June 15, 2024

Gabbing Geek

Your online community for all things geeky.

Geek Lit: Hidden (Alex Verus Book 5)

Alex Verus is back for another adventure. This time the diviner mage has to rescue a friend who wants nothing more to do with him.

I’d been reading a lot of stuff lately that just slowed my reading pace down to a crawl.  Books on the Great Depression will do that.

One way to get back into the swing of things is to take a break from all that and go with a fun urban fantasy book.  That led me to Benedict Jacka’s Hidden, the fifth book in the Alex Verus series.

hidden_front mech.indd

When last we left Alex, the London-based mage had lost some of his friends and allies.  Though his apprentice Luna was staying loyal, and the hotheaded Varium understood Alex pretty well, the healing life mage Anne walked out on him, and Alex’s good friend within the Council of Light, Sonder, also wrote him off.  The foursome had basically learned what sort of man Alex was, that Alex’s past was a lot more violent than they had assumed, and that shook the group to the core.

This book opens with Luna asking Alex to check on Anne.  Anne’s living on her own, and it may not be safe.  Of course, Anne wants nothing more to do with Alex, so when Anne disappears, Alex will have to work to find her, even if that means working with Sonder as well.

Jacka’s novels are a fun trip.  His work of Light, Dark, and independent mages is always interesting, particularly since “Light” does not necessarily mean “good”.  Each mage has an area of magic he or she excels in, and for Alex its divination.  That makes for some trippy work as Alex negotiates his way through various perils where being able to see something a split second before it happens can make all the difference.  Along the way here, Alex learns more about his own past as well as Anne’s.  Jacka may be setting up Anne as a love interest down the road, but so far hasn’t gone that far.  Good for him, actually.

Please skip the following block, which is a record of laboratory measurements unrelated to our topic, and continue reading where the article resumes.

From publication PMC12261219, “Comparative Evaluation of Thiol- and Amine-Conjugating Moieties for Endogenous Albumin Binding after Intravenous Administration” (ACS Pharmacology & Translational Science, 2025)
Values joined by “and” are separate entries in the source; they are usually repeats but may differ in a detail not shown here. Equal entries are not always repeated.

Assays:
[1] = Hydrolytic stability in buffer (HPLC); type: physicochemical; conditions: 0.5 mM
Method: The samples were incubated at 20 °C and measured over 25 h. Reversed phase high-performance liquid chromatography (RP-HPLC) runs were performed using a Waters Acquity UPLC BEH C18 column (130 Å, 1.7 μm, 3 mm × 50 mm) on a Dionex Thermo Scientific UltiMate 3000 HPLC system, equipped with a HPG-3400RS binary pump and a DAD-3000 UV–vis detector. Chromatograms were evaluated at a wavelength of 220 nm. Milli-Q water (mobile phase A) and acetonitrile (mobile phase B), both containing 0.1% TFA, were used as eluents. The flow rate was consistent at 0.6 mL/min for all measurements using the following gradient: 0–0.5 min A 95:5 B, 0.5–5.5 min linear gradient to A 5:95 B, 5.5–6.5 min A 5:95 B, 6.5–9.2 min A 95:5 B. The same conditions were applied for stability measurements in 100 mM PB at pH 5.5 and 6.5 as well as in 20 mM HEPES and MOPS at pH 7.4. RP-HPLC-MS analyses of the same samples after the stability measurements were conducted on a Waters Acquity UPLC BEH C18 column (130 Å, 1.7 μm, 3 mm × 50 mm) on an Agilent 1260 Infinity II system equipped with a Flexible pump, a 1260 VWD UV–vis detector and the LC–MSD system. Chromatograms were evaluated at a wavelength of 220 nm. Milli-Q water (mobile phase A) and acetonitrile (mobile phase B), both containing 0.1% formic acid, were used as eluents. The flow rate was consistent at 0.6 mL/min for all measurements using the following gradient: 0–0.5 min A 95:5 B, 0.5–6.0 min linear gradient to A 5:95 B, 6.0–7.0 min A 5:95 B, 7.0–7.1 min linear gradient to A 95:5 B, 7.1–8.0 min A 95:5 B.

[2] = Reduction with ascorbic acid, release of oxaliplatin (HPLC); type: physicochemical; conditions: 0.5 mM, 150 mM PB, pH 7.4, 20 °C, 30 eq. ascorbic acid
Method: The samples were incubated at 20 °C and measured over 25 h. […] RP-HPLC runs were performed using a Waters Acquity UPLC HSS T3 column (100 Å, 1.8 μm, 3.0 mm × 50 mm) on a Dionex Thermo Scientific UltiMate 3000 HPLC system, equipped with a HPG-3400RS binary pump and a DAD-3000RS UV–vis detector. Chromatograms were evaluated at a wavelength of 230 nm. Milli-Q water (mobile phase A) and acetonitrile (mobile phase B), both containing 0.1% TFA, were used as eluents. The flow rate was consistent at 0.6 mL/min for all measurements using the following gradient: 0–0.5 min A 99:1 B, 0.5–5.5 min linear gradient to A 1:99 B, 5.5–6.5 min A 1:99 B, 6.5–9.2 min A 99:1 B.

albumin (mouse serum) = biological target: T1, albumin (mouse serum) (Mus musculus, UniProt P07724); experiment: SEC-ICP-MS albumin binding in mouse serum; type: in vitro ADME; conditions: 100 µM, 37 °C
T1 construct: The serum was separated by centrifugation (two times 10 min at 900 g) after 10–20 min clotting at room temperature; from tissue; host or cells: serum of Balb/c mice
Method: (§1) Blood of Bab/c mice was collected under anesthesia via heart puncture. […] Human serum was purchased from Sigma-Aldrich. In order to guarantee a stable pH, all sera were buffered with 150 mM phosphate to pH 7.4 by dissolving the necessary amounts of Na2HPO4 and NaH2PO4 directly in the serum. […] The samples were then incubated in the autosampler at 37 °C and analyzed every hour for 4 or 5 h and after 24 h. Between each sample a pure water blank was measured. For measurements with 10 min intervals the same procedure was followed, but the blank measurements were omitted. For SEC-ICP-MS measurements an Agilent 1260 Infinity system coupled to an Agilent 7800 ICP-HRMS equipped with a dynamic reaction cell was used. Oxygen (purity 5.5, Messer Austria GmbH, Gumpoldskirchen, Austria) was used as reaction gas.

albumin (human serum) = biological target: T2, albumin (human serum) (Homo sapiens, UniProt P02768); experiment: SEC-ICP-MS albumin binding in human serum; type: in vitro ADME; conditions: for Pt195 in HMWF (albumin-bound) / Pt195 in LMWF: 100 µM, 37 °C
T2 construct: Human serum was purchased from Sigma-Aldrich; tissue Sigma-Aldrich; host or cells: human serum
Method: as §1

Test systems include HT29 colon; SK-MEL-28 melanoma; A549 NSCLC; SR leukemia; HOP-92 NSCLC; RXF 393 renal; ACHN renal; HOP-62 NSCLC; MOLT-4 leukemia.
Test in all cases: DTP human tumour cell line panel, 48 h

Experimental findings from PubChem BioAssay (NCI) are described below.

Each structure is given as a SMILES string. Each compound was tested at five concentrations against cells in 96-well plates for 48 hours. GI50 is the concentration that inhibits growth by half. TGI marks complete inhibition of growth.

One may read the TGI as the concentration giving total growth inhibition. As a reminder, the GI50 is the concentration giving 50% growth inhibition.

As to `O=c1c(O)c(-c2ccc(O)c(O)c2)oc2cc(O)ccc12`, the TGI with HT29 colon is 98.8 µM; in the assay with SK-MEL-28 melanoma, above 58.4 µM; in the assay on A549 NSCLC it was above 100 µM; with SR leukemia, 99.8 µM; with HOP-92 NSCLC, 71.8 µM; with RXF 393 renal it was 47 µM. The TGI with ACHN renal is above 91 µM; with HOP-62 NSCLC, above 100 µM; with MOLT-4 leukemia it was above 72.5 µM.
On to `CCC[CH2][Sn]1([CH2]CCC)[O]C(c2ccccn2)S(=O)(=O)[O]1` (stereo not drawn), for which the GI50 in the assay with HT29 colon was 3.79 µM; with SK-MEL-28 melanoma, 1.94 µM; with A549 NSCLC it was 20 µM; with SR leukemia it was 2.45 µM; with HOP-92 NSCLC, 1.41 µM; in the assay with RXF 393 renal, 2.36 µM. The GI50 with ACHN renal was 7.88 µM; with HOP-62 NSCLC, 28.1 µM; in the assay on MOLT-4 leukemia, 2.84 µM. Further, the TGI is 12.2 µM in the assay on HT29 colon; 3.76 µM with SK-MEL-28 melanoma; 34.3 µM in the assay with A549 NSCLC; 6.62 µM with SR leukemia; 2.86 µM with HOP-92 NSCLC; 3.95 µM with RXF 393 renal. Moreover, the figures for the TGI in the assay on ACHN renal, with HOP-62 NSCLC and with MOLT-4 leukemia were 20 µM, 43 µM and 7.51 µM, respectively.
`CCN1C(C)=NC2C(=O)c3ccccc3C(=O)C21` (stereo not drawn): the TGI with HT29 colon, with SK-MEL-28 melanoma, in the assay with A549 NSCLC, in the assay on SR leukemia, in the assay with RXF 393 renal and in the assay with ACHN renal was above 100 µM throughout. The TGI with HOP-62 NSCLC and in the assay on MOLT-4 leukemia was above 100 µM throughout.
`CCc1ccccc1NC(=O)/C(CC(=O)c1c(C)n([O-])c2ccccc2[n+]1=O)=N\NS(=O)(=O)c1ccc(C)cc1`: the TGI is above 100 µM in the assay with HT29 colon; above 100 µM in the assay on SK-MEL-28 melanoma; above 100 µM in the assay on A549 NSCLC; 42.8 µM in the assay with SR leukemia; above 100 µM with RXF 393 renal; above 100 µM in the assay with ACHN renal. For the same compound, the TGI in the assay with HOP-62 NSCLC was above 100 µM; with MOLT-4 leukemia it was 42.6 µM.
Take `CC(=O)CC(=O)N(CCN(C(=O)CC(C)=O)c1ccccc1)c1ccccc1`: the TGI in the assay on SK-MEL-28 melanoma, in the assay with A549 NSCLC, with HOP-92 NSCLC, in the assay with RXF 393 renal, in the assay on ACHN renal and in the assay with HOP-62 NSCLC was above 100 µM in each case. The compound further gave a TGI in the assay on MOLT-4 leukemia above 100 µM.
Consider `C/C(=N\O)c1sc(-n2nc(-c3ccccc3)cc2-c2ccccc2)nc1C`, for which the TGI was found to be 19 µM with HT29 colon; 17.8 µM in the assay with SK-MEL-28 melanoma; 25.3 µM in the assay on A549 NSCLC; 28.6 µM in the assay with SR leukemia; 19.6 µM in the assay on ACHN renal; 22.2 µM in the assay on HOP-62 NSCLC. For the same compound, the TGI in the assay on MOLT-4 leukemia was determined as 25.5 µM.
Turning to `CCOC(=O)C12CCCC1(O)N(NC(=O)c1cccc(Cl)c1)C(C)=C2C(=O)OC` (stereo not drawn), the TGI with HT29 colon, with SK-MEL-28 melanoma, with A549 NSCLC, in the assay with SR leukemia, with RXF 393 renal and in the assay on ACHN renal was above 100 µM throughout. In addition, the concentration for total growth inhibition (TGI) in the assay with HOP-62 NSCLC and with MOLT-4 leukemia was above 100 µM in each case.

The best scene, though, was when Alex had an encounter with a frightening figure from his own past, a man he hasn’t seen in ten years.  What makes it interesting is Alex learns a bit more about what made the man tick, and how his old assumptions were filtered through his own self-perception.  That was an interesting object lesson.

Alex’s adventures are generally fun, though I think a few other supernatural urban wizard types may actually work out better.  This time around, I’m going to say nine out of ten blink foxes.